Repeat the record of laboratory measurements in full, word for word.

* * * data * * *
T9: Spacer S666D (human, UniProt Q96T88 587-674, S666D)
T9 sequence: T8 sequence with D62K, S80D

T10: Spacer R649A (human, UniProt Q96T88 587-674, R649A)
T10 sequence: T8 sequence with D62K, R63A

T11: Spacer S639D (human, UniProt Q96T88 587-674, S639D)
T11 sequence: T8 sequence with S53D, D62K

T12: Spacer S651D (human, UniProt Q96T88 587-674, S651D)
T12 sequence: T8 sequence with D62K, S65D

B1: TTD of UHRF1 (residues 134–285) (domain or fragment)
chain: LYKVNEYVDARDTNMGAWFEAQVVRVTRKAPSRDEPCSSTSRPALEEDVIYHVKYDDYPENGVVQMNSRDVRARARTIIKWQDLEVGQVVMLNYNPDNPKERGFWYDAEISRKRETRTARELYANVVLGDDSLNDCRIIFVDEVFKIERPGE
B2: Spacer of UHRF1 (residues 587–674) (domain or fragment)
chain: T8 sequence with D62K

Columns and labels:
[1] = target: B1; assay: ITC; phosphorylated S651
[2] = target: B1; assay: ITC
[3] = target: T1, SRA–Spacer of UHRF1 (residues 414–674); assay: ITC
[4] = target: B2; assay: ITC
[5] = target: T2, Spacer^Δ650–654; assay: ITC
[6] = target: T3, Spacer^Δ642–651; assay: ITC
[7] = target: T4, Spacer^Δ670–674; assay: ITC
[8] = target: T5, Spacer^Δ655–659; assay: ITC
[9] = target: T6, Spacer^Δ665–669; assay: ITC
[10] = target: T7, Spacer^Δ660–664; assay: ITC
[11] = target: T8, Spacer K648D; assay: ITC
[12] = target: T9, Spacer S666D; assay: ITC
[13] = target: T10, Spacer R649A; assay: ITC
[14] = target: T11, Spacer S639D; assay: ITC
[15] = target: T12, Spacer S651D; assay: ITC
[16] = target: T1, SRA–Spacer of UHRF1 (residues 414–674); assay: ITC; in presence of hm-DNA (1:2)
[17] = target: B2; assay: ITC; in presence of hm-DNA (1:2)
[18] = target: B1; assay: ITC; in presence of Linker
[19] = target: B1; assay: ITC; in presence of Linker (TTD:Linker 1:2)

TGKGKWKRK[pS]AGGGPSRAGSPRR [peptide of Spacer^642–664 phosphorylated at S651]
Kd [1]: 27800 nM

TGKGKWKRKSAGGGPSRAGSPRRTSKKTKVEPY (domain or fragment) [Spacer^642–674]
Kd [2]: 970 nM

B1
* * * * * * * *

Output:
T9: Spacer S666D (human, UniProt Q96T88 587-674, S666D)
T9 sequence: T8 sequence with D62K, S80D

T10: Spacer R649A (human, UniProt Q96T88 587-674, R649A)
T10 sequence: T8 sequence with D62K, R63A

T11: Spacer S639D (human, UniProt Q96T88 587-674, S639D)
T11 sequence: T8 sequence with S53D, D62K

T12: Spacer S651D (human, UniProt Q96T88 587-674, S651D)
T12 sequence: T8 sequence with D62K, S65D

B1: TTD of UHRF1 (residues 134–285) (domain or fragment)
chain: LYKVNEYVDARDTNMGAWFEAQVVRVTRKAPSRDEPCSSTSRPALEEDVIYHVKYDDYPENGVVQMNSRDVRARARTIIKWQDLEVGQVVMLNYNPDNPKERGFWYDAEISRKRETRTARELYANVVLGDDSLNDCRIIFVDEVFKIERPGE
B2: Spacer of UHRF1 (residues 587–674) (domain or fragment)
chain: T8 sequence with D62K

Columns and labels:
[1] = target: B1; assay: ITC; phosphorylated S651
[2] = target: B1; assay: ITC
[3] = target: T1, SRA–Spacer of UHRF1 (residues 414–674); assay: ITC
[4] = target: B2; assay: ITC
[5] = target: T2, Spacer^Δ650–654; assay: ITC
[6] = target: T3, Spacer^Δ642–651; assay: ITC
[7] = target: T4, Spacer^Δ670–674; assay: ITC
[8] = target: T5, Spacer^Δ655–659; assay: ITC
[9] = target: T6, Spacer^Δ665–669; assay: ITC
[10] = target: T7, Spacer^Δ660–664; assay: ITC
[11] = target: T8, Spacer K648D; assay: ITC
[12] = target: T9, Spacer S666D; assay: ITC
[13] = target: T10, Spacer R649A; assay: ITC
[14] = target: T11, Spacer S639D; assay: ITC
[15] = target: T12, Spacer S651D; assay: ITC
[16] = target: T1, SRA–Spacer of UHRF1 (residues 414–674); assay: ITC; in presence of hm-DNA (1:2)
[17] = target: B2; assay: ITC; in presence of hm-DNA (1:2)
[18] = target: B1; assay: ITC; in presence of Linker
[19] = target: B1; assay: ITC; in presence of Linker (TTD:Linker 1:2)

TGKGKWKRK[pS]AGGGPSRAGSPRR [peptide of Spacer^642–664 phosphorylated at S651]
Kd [1]: 27800 nM

TGKGKWKRKSAGGGPSRAGSPRRTSKKTKVEPY (domain or fragment) [Spacer^642–674]
Kd [2]: 970 nM

B1